Foto: Harold Schultz, década de 1950


  • Other names
  • Where they are How many

    MT540 (Siasi/Sesai, 2014)
  • Linguistic family

Material culture


Despite the process of technological change under way since 1884 – when Karl von den Steinen made contact with the Wauja and relations with non-Indians became more systematic – many items of traditional material culture still remain in use, including those that could be easily substituted for plastic, glass or metallic items. But it is for symbolic – much more than functional – reasons, that traditional artefacts continue to perform a role in the reproduction of Wauja culture.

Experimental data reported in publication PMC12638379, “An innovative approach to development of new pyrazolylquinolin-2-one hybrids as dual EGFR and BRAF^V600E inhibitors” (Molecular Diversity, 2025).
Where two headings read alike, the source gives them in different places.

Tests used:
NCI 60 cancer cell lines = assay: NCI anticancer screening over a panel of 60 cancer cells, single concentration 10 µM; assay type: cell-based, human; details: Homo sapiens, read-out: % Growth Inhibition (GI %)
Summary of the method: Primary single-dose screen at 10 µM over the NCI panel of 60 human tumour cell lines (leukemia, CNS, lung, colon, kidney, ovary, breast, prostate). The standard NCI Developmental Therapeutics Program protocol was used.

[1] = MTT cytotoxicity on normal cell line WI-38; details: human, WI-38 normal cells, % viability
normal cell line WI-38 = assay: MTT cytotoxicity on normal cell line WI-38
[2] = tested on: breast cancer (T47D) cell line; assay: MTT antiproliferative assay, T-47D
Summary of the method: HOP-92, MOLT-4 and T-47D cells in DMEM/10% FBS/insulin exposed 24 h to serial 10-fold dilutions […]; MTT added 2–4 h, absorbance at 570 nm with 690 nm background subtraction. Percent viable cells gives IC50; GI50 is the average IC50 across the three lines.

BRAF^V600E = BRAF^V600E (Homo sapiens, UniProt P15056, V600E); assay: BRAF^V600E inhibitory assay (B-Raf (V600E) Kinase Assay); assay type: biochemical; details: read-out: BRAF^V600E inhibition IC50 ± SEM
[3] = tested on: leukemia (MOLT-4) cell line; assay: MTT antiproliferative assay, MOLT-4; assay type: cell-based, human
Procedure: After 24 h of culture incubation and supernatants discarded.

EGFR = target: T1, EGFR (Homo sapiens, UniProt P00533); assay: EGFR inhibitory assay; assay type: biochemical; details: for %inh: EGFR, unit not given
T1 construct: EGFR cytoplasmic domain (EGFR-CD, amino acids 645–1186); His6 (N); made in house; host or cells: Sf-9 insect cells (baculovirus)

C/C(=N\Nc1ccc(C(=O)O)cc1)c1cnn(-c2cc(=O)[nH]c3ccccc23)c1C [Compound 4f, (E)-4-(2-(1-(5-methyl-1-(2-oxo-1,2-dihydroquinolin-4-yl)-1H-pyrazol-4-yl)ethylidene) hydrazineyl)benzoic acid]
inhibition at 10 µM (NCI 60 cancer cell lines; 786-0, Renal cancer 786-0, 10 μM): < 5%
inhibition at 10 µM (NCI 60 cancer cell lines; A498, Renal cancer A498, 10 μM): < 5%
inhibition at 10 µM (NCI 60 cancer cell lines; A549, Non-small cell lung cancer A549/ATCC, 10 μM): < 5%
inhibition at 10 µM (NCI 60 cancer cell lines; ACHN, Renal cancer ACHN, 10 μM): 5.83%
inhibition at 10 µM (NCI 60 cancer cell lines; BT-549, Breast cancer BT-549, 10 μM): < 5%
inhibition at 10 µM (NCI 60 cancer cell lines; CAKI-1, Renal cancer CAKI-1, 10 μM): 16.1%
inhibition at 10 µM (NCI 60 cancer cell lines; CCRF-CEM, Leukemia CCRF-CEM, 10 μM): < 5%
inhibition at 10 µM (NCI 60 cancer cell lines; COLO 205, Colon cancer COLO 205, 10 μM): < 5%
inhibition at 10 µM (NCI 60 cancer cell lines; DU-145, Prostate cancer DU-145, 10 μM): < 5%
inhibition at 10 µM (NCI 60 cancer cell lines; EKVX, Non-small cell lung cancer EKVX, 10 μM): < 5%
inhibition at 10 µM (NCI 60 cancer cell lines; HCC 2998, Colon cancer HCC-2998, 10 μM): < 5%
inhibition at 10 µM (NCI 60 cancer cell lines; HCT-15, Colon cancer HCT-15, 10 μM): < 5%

Material culture is also responsible for the reproduction of Wauja culture for the exterior, not only on the ‘White man’s’ market, but also within the Indigenous Park as a whole. For example, requests for bead waistbands with designs are made by the Kayapó of Jarina-Capoto, an area to the north of the Park.

The artefacts of Wauja material culture are highly appreciated and some of the most successful items on the market of Brazilian indigenous craftwork. Their very distinctive pottery is an emblem of their ethnicity. Today, pottery has an extraordinary weight in the economic sustenance of the acquisition of industrialized goods.